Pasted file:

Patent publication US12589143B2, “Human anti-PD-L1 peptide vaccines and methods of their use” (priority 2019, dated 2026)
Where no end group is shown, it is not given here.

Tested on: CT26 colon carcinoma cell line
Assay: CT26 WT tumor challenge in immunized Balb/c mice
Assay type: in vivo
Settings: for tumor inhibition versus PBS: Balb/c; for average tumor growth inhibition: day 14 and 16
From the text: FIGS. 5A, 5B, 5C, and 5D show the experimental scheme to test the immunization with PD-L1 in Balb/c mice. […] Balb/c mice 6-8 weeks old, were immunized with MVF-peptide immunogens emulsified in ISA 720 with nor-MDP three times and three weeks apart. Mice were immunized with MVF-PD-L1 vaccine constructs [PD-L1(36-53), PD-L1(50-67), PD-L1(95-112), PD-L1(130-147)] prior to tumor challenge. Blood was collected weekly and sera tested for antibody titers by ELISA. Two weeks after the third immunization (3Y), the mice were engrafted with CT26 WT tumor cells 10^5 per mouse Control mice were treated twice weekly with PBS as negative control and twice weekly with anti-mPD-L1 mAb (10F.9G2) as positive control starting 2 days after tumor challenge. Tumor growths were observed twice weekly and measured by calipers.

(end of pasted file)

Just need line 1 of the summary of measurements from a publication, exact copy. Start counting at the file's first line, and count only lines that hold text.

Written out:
Patent publication US12589143B2, “Human anti-PD-L1 peptide vaccines and methods of their use” (priority 2019, dated 2026)